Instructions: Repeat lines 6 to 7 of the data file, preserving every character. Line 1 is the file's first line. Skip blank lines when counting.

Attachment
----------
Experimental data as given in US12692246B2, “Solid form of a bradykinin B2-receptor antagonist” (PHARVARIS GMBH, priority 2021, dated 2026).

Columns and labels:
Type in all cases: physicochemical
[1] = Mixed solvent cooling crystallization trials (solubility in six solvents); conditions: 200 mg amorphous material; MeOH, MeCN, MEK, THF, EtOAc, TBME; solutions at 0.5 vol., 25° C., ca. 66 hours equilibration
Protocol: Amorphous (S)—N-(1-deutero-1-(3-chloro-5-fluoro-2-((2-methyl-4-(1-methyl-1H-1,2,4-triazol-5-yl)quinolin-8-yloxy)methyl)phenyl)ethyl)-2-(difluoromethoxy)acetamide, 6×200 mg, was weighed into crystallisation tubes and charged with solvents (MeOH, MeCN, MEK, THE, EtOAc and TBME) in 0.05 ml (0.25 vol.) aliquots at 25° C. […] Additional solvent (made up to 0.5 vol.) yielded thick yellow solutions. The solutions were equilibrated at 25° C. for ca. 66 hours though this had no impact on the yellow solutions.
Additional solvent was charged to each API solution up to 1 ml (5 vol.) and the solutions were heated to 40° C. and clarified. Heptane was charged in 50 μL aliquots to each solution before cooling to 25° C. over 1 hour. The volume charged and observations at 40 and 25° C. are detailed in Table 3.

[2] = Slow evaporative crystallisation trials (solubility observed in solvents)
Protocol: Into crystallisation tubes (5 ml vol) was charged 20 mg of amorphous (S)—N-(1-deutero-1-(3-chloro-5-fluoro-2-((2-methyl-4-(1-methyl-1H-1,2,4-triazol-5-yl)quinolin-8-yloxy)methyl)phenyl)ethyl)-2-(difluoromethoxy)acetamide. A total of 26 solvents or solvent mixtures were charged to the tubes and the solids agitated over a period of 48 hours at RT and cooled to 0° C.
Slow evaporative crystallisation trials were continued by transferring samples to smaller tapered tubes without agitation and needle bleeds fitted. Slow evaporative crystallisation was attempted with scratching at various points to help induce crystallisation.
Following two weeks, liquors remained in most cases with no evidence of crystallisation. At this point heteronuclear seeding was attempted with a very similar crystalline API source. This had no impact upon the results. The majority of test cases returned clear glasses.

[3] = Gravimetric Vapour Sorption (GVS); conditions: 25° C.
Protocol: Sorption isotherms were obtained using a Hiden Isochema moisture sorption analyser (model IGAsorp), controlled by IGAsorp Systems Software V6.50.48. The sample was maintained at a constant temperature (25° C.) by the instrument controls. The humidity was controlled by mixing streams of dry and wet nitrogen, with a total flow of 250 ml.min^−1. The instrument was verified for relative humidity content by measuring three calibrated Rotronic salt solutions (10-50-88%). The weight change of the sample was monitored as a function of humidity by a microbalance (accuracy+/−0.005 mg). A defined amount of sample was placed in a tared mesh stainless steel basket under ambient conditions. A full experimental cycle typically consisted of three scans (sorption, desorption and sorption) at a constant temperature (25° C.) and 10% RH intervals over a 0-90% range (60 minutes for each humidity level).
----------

Additional solvent was charged to each API solution up to 1 ml (5 vol.) and the solutions were heated to 40° C. and clarified. Heptane was charged in 50 μL aliquots to each solution before cooling to 25° C. over 1 hour. The volume charged and observations at 40 and 25° C. are detailed in Table 3.

[2] = Slow evaporative crystallisation trials (solubility observed in solvents)